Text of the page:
The modernity of the book in both style and content is evident if unintended from the statements of its most prestigious and hostile twentieth century reader, T. S. Eliot. While Yeats recalled Pater with admiration mixed with the pain of personal loss, Eliot’s far more influential criticism in “Arnold and Pater” aspires to a magisterial tone. To Eliot Pater followed Arnold in chipping away at the grounds for revealed religion (as though Darwin, Freud, Frazer, the Sacred Books of the East series, and the Higher Criticism had had little to do with God’s decline in the late nineteenth century). He objects to Arnold’s concept of Culture as a “study of perfection” as that “arrogates” too much from religion. Insisting on the value of the irrational, Eliot says with that without supernaturalism religion degrades into art and morality as though it were somehow thereby condemned. He tosses barbs even at those who seek to salvage spirituality: Spencer for preferring to call the divine “the Unknowable,” and Arnold for the “eternal-not-ourselves.” He imagines he can turn aside Pater’s comment that traditional religion is “impossible for a man of culture” by simply calling the remark “tedious.” While recognizing the very real phenomenon of what he calls the nineteenth century “dissolution” of thought,” Marius is significant to him chiefly for its inadequacy as religion. Eliot dismisses Pater’s life-work and characterizes his influence as noxious, saying, “The degradation of philosophy and religion, skillfully initiated by Arnold, is competently continued by Pater.”

This is really the sum of his case, though he adds a few specific observations meant in the way of evidence. In formal terms Marius is “incoherent,” “a series of fresh starts,” a “hodgepodge.” While these departures from conventional narrative may support the book’s modernity to some, to Eliot they are simply signs of its failure. What really alarms Eliot, however, is not Marius the Epicurean but his preexisting discomfiture at finding religion in his day “partially retired and confined.” Paradoxically, for Eliot to lack religious faith is to be, as he calls Pater, “incapable of sustained reasoning.” [7]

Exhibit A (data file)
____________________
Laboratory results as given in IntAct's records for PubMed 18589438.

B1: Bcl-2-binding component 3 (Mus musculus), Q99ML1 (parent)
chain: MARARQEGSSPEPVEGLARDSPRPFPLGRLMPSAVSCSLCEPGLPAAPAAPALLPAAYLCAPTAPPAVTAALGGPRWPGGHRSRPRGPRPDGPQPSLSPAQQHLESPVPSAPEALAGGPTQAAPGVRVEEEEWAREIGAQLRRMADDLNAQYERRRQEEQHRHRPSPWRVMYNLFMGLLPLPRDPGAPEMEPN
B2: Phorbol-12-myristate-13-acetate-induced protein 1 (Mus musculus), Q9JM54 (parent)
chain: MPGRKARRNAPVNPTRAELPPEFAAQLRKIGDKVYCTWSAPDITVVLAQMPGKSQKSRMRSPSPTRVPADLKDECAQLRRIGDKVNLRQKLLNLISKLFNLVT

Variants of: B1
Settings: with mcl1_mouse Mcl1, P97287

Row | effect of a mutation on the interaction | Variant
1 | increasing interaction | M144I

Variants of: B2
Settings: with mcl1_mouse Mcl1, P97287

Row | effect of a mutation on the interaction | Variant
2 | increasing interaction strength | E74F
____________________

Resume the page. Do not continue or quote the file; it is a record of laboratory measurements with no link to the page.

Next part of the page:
Pater, whether the fact pleases or dismays, was clearly looking forward while Eliot, who had made such technical innovations and so finely expressed twentieth century Angst in his early work, came to assume a defensive and reactionary posture, doing his best to look backwards to an age of universally shared faith. [8] The real modernity of Pater’s vision, though, emerges only upon a closer examination than Eliot cared to make. Though Marius is often said to have considered Epicureanism and Stoicism before becoming Christian in every way short of baptism, [10] this analysis neglects both the novel’s treatment of the Cyrenaic predecessors of Epicureanism and the likelihood that Pater had good reason to magnify his sympathy with Jesus and downplay Aristippus and Epicurus.

Marius’ original orientation in the book is a sort of unreflecting traditional observance, but he then learns a spiritual goal from Plato, particularly from the Phaedrus, promising a vision like “a bride out of heaven” to the seeker who “fastidiously” selects “form and color” and mediates “much on beautiful visible objects, on objects, more especially, connected with the period of youth.” (26-7) Yet the higher rungs of Plato’s ladder of love strike him as fabulation. For him human nature is “bound so intimately to the sensuous world.” (121)